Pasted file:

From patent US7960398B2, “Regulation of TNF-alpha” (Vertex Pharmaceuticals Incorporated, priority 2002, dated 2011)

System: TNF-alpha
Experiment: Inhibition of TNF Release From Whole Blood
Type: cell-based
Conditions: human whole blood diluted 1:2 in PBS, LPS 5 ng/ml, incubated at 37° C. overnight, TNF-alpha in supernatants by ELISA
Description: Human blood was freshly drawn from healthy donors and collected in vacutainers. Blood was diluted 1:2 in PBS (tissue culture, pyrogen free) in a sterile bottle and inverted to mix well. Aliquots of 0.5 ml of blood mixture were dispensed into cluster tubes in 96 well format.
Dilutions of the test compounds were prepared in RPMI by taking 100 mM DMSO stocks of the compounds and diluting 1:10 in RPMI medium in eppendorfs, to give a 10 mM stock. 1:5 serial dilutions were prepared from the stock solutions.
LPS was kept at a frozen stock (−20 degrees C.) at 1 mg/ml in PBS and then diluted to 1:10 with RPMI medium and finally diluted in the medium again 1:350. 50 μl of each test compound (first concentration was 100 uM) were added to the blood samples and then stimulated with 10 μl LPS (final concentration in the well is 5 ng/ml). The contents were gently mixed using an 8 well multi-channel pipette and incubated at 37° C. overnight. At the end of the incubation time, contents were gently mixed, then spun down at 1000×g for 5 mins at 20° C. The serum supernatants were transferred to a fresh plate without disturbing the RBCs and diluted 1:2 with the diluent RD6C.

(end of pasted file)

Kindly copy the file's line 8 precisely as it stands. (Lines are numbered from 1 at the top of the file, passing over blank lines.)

LPS was kept at a frozen stock (−20 degrees C.) at 1 mg/ml in PBS and then diluted to 1:10 with RPMI medium and finally diluted in the medium again 1:350. 50 μl of each test compound (first concentration was 100 uM) were added to the blood samples and then stimulated with 10 μl LPS (final concentration in the well is 5 ng/ml). The contents were gently mixed using an 8 well multi-channel pipette and incubated at 37° C. overnight. At the end of the incubation time, contents were gently mixed, then spun down at 1000×g for 5 mins at 20° C. The serum supernatants were transferred to a fresh plate without disturbing the RBCs and diluted 1:2 with the diluent RD6C.